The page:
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Commerce & Sales Channels

Delivery Exception: What is It and How to Manage It

Commerce & Sales Channels
June 15, 2021
9 min read
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Even the most reliable carriers will run into obstacles that cause delivery exceptions and may delay shipping. Learn how to manage the most common causes of a delivery exception to keep your customers happy.

Studies show fast delivery is a key driver of positive customer experience, repeat business, and invaluable referrals, especially from Millennial and Gen-Z consumers. As a result, sellers increasingly are implementing inexpensive, or even free, 1-2-day delivery and a user-friendly shipping experience. 

However, despite the most dependable eCommerce order tracking systems and merchants’ best efforts, much can happen during transit to cause delays. Unintentional damage that makes a shipping label unreadable will impede arrival, or unpredictable natural disasters like a wildfire or hurricane can make routes impassable. 

These events cause delivery exceptions, the term for when a package is temporarily stuck in transit for an unforeseen reason that could change its date of arrival. 

Delivery exceptions – even unpreventable ones – lead to frustrated shoppers, who then turn to sellers for support. Accordingly, the best sellers expect the unexpected. They put standard operating procedures (SOPs) and technological systems in place to respond to such events and communicate when delivery exceptions occur. 

The result is an optimum customer experience, a key factor for thriving in today’s always connected, business-to-everyone (B2E) world. In fact, 96% of customers say customer service is important in their choice of loyalty to a brand, and Forrester has reported that 69% of U.S. consumers shop more with brands that offer consistent experiences in store and online.

For these reasons, learning about delivery exceptions and how to handle them is pivotal to creating customers for life.

What Is a Delivery Exception?

A delivery exception status, sometimes called a shipment exception, occurs when a delivery cannot be completed because the package is temporarily stuck in transit. 

Keep in mind that delivery exceptions do not guarantee a late shipment. Often, they cause no delay at all or only a brief setback.  

What are the 3 Typical Results of a Delivery Exception?

1. On-Time Delivery

No delay occurs because the delivery exception was not as severe as originally thought. Inclement weather cleared up sooner than expected or perhaps the delay occurred early in the shipping process, giving the carrier plenty of time to adjust.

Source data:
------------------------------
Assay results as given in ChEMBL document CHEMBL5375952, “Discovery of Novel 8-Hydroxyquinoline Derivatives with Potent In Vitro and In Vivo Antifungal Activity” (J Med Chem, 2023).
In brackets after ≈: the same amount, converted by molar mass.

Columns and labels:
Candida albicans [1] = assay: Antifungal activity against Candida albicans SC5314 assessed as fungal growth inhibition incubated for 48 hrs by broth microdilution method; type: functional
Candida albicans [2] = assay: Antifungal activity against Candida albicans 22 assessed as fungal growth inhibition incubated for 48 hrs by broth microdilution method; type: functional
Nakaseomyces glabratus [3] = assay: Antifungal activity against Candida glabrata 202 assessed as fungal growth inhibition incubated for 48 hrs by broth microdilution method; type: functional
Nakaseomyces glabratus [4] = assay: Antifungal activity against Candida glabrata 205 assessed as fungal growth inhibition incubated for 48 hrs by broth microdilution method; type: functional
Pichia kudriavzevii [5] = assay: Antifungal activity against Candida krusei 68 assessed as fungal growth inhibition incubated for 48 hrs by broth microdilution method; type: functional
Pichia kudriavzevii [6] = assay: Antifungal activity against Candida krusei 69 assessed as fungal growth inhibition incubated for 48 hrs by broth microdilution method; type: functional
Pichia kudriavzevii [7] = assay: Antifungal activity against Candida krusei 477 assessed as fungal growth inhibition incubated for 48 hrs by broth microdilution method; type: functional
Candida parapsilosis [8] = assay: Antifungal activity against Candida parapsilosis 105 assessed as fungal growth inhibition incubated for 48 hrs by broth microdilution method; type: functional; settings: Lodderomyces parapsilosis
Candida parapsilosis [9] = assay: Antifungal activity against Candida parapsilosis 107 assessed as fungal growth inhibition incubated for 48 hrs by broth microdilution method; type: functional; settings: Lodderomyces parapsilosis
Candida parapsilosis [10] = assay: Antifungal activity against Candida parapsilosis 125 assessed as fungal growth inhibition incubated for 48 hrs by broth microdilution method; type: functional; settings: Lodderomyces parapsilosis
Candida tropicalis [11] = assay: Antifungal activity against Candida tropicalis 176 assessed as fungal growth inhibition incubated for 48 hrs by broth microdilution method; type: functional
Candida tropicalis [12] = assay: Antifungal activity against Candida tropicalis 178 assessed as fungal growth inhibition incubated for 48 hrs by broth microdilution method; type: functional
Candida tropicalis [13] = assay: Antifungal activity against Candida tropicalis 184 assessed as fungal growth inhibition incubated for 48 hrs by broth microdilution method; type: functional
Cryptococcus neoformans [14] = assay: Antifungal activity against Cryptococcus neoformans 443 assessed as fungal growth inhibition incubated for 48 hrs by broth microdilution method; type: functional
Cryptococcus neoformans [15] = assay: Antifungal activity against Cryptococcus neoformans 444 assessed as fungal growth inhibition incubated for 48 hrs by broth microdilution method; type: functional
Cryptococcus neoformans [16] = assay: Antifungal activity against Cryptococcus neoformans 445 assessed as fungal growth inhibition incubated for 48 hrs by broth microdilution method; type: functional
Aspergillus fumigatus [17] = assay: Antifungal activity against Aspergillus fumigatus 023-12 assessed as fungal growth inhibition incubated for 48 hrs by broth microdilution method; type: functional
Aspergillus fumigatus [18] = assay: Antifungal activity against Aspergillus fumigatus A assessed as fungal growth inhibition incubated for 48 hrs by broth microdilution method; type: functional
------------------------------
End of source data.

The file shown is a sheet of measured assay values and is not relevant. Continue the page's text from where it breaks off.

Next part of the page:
2. Late Delivery

Delivery exceptions are often only a minor 1-to-2 delay. For instance, if a signature is required and nobody was home, a driver will return the following day.    

3. Returned to Sender

Despite their best efforts, sometimes carriers cannot deliver. In these cases, the package will be returned to the sender. Why are delivery exceptions important for ecommerce businesses?

eCommerce customers have high expectations for delivery speed and accuracy of tracking information. Being guaranteed a delivery date only to have a shipment stuck in limbo is a frustrating customer experience to say the least. eCommerce businesses in particular need to be aware of the most common causes of delivery exceptions and be prepared to communicate quickly and clearly with customers when they happen.

What are the 10 Most Common Causes for a Delivery Exception?

1. Damaged, Unreadable or Missing Labels

If the delivery address on a shipping label is illegible or unscannable, delays will occur while the carrier verifies the recipient’s address. 

2. Incorrect Address

Likewise, sending to an incorrect address can cause major delays. Sometimes packages are sent to a recipient’s old address by accident or one digit in a zip code is inputted incorrectly. 

3. Holidays

A federal holiday in the country of origin or receiver’s country may cause packages to be delivered late. The day off can also cause further delays due to carriers playing catch up with an accumulation of shipments.